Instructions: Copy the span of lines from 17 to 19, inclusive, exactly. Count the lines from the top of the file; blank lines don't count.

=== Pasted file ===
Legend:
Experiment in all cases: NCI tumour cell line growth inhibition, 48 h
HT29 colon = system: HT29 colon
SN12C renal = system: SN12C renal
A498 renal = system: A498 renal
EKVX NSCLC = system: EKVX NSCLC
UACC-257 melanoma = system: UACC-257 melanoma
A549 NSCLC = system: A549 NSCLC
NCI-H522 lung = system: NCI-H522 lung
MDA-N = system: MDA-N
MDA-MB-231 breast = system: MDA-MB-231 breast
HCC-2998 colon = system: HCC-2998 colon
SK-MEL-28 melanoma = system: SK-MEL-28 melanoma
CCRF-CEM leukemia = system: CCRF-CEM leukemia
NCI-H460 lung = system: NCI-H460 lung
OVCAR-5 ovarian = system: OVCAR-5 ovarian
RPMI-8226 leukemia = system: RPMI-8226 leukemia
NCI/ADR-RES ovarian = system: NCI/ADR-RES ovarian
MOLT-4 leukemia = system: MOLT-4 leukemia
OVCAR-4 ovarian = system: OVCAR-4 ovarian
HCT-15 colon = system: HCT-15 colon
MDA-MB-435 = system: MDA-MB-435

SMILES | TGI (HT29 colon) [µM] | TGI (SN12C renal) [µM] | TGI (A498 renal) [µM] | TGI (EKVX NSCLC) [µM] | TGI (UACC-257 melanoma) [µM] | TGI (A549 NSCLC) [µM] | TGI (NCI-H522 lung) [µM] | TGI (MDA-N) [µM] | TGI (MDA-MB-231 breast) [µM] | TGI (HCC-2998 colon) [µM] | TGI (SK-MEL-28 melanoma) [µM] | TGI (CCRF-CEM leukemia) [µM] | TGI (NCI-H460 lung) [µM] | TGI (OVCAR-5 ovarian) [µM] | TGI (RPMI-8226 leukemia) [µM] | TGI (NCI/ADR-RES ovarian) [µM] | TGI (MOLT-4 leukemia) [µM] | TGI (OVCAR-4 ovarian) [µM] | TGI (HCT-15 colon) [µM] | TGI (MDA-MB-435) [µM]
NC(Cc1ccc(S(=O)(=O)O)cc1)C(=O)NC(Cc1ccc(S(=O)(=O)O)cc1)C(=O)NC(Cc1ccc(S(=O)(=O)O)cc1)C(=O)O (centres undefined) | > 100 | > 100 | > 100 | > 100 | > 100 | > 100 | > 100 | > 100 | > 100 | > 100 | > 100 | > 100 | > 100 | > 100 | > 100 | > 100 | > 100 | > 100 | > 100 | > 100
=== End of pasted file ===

RPMI-8226 leukemia = system: RPMI-8226 leukemia
NCI/ADR-RES ovarian = system: NCI/ADR-RES ovarian
MOLT-4 leukemia = system: MOLT-4 leukemia